13. My 9 yr old daughter and I recently traveled for 4 weeks with only a carry on backpack each. When we arrived home, I felt overwhelmed by all the “stuff” in our house (and we have less than most people I know), all the routine maintenance chores that needed doing and the accumulated bills that required payment. For me, travel gives an appreciation of minimalist living – of how little you really need and how most of the world gets along just fine without all the so called “essentials” of modern western culture. And in my opinion, it is the best education a child could have: a lot cheaper than 12 years of school fees and vastly more “real world” than sitting in a classroom for 6 hours per day, 40 weeks per year, for 12 or 13 years. I can’t wait for my current rental lease to expire later this year, so we can travel some more without the added financial burden of paying rent and maintaining a house, yard, car and possessions. Value for money? You betcha!!

  14. Great point Alyson, I’ve never thought about traveling as a waste of money and/or time but I know that many people think that way. Needless to say that I don’t agree with those people at all. Obviously everyone has their own opinion and priorities in life, who ever choose to travel instead of having the normal conventional life will get different kind of experiences that will enrich their life enormously, so traveling isn’t a waste of money!

  15. ^^^ Stacey — well, said. I also find myself thinking that way — that new couch = 2 round trip tix to _____. If rather have te tickets. =)

  16. I totally agree! My husband’s family and my best friend find value in making their homes beautiful. New floors, paint, furniture, televisions, and perfect back yards. As much as I enjoy visiting them, I can’t help but think how the cost of that table is a plane ticket to India. Or what they spent to have new floors put in I could take my entire family on a 2 week vacation. I have a bucket list and no where on it is too get cable and watch TV.
    I would rather have experiences instead of things. Not everyone feels that way. I watch friends dump money into RV’s and boats that would pay for a trip around the world. Then have to just smile when they ask how we can afford to go to Europe for 6 weeks. I think people use money as an excuse when it’s more likely fear of the unknown that prevents people from leaving a hundred mile radius of their home.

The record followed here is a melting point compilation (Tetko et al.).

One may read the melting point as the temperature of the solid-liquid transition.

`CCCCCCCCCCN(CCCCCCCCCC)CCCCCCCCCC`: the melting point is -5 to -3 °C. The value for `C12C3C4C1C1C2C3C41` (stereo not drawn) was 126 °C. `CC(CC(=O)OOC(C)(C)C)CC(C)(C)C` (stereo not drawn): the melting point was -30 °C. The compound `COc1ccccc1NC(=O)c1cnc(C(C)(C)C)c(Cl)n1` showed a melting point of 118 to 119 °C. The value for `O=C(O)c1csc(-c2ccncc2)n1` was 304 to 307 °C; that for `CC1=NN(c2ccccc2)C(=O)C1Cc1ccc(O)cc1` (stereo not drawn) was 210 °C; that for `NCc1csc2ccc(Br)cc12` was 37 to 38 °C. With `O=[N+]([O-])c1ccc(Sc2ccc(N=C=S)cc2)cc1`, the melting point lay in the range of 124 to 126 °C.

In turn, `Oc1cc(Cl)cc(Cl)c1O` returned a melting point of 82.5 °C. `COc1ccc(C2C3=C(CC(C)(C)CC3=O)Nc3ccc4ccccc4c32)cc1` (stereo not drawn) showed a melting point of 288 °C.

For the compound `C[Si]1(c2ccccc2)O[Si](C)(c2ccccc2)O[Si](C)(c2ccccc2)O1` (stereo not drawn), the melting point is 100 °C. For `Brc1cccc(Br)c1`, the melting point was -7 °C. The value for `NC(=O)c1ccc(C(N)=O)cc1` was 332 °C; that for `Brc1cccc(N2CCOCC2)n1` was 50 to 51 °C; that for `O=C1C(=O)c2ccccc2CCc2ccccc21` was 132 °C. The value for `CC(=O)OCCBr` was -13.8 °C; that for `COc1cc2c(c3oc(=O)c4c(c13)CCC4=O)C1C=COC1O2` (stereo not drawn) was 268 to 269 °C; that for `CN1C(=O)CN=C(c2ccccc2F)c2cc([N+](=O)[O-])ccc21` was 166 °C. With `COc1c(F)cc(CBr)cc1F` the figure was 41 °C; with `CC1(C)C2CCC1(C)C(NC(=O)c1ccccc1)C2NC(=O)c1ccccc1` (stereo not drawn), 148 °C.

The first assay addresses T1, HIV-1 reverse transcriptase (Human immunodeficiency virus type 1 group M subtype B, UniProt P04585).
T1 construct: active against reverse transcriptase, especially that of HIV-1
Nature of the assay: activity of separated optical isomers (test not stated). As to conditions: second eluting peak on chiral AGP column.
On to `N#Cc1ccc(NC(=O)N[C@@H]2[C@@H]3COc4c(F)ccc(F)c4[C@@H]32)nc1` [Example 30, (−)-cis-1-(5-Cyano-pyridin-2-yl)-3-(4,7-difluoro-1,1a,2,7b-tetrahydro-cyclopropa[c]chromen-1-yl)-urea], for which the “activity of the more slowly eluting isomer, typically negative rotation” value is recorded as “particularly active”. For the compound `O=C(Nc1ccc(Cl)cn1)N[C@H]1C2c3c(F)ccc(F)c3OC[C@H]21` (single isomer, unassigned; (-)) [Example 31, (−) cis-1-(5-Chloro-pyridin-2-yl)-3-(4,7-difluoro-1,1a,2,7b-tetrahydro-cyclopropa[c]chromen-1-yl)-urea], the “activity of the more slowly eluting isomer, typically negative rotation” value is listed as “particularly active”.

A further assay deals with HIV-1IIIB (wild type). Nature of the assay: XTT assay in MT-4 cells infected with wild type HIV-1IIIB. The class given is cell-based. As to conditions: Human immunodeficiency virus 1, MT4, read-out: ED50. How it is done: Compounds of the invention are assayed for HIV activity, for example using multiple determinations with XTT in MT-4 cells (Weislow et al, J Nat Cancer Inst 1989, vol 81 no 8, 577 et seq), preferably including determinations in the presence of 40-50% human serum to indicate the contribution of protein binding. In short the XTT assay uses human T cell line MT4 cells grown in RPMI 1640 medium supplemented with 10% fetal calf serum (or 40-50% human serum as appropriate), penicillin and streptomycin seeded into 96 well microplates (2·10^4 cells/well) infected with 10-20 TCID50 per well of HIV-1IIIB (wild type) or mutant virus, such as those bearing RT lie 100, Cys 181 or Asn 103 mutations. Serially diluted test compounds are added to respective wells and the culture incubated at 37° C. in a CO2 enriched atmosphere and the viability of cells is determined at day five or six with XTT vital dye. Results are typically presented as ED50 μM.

Everyone I know seems to find funding for the things that are important to them. If it’s golf, triathlons, slot machines, cars, or travel. The important thing is to make sure your spending money on what truly makes you happy and not on what you think makes others think your happy.

  17. It’s interesting how much judgement is applied to travel. It’s the same when people say it’s a waste of money taking little kids travelling – why do they never think you get something from enjoying the trip with the little kids? Who cares if they don’t remember it? Or they remember the crazy tv in Paris, not the Eiffel Tower? Maybe the joy you get watching them sail the boats in Jardins de Luxembourg is worth it.
    I don’t really get people that don’t want to go overseas, but I try to…

  18. I agree, completely! This is why my husband and I would rather travel than give gifts or buy more “stuff.” The experiences that you create as a family not only provide lasting memories, but add so much glue to what holds the family tightly together! I also feel that travel (and interacting with people wherever you’re traveling, at a genuine level) is one of the best educations you can get and leads to an incredible amount of personal growth!

  19. I couldn’t agree more.
    I saw your line about selling the camping equipment to fund a month or so of travel. How does SE Asia compare with Central America? I was thinking that costs would be similar — but that really isn’t the case, is it?

    • You can’t really compare travel in Asia and travel in Central America Suzi. Yes, we’re getting by on our “ideal” budget of about $50/day, but that’s because we’re not eating out ( which is making us all miserable!). Restaurants are expensive here, a meal for 4 costs us $40-$50 with drinks. No where near Asian prices. Plus we’ve been sitting still for a month, not actually travelling, that was the plan, to focus on the blogs and school work for a month and that is what we’ve achieved. We move on in 2 days. Watch as we rip through the cash in getting around, admission fees and tours! To not spend that money would be stupid though, we’ll probably never be here again, so we may as well do everything we can. But that said, what we’ve got for our money here is of a much more “comfortable” standard. You’ve seen the villa we’re in, it’s gorgeous, we don’t need that level of comfort, we’d be happy with less. This may change when we get to the Lake, I think it will be more ” backpackery” there and less cashed up tourists as it is here. There is a lot of money in Antigua, a lot of organised tours, older tourists and rich locals on weekend visits. Lets just say, we’re looking forward to being back in Asia!